After I’m helping to search new applications for our Security spin, I couldn’t resist to learn always something new. Around, about security. Something like what is an rainbow table, password hashes, or how can you test your user database – make an security audit. How things are working, and so on. As I getting more and more deeper into the theme, I feel that I should learn new ways to keep secure my freedom, and independency and prevent loss of my personal data. If we are put out more our (private) life / files /data to on-line who will ensure that won’t be used or reused from storages, from clouds by an 3rd party? Trust or not trust? Good question, right? But, at least our data /partition encryption or our passwords must be enough to keep our data in safer place. Or both together. Time just passed, and we are not anymore back in the ’80es, we all almost have one or more multi-core electronic device, that’s already chained into an network – and guess what: with it’s own operating system, that capable to do the same as our desktop machine. Not to mention, that if one machine is not enough, and the attacker is connected…. no password can stand in it’s way for long. That’s why it’s recommended to turn on encryption at many place… But how can we have a nice complex password that slows down the attacker?
In a hypothetically perfect world, we’d be able to remember infinite numbers of passwords, but the truth is for the most people: not possible. Instead of it this can be followed, I think:
- Do not use passwords that are easy to guess, e.g anything directly related to you, like your name or names of family/friends/pets/etc; or date of birth; or favourite colour,band,etc..
- Ideally, use a longish random string as your password, of at least 10 characters (but longer is better).
- The same applies for password-recovery questions, which often ask for information that is in the public domain (e.g. mother’s maiden name, date of birth). Do not provide real answers! Instead just make something up, or use another random string if possible.
- Do not re-use passwords across different websites, unless you truly do not care about what is on those sites, and what they can do in your name with that password.
- Do not be afraid to write them down if you can store them securely. E.g. if your home is reasonably secure, it’s fine to store most passwords on paper there. IF it’s just a limited amount you need to store.
- If you trust that a computer or device is sufficiently secure, it’s perfectly fine to store passwords on it, e.g. in a text-file. Also, many programmes support saving passwords and if you trust those programmes then it’s perfectly OK to use those features.
- Consider using disk-encryption products like PGPDisk, TrueCrypt, LUKS or the other built-in capabilities of many Linux/Unix distributions (some of which offer this at install time) to protect your data with a master key. This is particularly recommended for laptops.
- Any computer running MS Windows likely can not be considered secure and should not trusted with more sensitive information. Portable devices should not be considered secure, unless their contents are known to be encrypted, and they automatically lock themselves after a small period of unuse (i.e. don’t trust your phone too much for storing sensitive data).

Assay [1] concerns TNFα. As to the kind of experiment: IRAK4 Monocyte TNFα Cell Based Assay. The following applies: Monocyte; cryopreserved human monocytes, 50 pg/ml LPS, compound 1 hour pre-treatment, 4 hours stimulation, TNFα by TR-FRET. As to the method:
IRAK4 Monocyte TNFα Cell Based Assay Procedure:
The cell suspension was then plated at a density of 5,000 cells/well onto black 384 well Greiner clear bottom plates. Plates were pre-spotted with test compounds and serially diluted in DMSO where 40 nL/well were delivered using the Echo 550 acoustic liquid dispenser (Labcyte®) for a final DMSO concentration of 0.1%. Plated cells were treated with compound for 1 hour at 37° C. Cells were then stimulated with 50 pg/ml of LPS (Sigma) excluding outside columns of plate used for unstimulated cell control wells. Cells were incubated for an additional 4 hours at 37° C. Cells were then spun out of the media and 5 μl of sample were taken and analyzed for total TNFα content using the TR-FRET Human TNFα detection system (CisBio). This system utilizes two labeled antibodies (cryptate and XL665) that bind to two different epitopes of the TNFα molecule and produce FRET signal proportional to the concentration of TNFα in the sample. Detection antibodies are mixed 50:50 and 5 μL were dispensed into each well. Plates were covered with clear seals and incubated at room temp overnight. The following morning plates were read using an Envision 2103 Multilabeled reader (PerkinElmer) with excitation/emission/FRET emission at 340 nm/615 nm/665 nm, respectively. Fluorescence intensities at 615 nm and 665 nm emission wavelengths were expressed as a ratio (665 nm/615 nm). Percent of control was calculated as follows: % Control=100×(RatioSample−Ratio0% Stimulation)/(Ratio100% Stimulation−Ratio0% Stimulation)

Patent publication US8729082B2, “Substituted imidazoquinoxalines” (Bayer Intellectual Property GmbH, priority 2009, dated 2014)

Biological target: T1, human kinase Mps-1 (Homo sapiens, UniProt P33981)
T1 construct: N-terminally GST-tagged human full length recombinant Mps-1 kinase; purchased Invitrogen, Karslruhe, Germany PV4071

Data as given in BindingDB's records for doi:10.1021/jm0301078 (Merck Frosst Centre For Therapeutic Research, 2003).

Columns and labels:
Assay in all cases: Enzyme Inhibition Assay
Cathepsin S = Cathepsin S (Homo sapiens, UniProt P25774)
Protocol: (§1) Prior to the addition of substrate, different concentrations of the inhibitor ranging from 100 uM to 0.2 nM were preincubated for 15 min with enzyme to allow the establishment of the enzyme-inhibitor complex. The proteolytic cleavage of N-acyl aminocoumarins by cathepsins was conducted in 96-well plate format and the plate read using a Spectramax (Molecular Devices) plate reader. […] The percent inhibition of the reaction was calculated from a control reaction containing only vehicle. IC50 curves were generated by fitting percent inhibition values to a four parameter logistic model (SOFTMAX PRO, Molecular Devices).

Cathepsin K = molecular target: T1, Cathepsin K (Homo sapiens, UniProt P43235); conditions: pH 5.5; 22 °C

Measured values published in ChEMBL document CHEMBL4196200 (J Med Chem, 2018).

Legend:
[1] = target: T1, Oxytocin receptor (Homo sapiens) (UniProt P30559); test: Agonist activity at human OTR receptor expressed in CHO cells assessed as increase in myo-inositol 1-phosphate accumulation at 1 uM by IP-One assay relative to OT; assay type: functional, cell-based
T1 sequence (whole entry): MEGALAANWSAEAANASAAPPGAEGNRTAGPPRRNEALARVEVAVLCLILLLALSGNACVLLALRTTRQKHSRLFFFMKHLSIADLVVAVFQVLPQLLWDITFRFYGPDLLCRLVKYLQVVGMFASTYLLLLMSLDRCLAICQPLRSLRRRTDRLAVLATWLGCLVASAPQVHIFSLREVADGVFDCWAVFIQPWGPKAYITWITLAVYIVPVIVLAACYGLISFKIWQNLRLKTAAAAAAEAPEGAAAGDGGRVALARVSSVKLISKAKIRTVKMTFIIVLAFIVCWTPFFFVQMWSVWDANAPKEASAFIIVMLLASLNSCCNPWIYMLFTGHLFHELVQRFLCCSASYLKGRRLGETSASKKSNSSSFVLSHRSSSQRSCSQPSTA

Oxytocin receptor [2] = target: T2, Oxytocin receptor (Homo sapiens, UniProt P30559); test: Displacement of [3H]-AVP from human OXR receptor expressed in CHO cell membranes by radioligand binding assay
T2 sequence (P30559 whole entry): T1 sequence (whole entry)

Yes – Ideally, all your day-to-day passwords for your various, online accounts should be unguessable, random strings; you’d never have to remember any of them; you would just, at certain times, have to enter a master pass-phrase (which should be unguessable, but still memorable and much longer than a password) without which the passwords would effectively not be accessible. But here also can be trouble – if you go to the trouble of memorizing a highly-secure, random password, you’re going to *want* to recycle it. And so many web sites now ask you to create a user account and a password, it’s practically impossible to create strong passwords for the multitude of needs, so you can either create simple, easy-to-remember passwords that are easy to crack, or recycle.
It also doesn’t help that various sites are in conflict with each other as to what they allow. e.g., some sites require a letter, number, special character, and capital letter, while other sites *can’t accept* special characters, and others require you to start with a letter only, while others let you start with a number, while others require a minimum of X characters, while there is some that actually have a *maximum* number of characters! This is the sort of thing that leads to passwords like “qwerty”,” 1212″ and “xyzzy” and such…..
Even when I think to Fedora – when I install the system, and drops the message at password page -”This password is exists in database. Use it anyway?” – makes me thinking. Who has composed this database, and what is the source of this? Moreover, if char based security so weak (has so many flaws), do we have stronger, better solution? Is there any visual security feature or other methods for anaconda? We writing 2012 – what can be the optimum solution?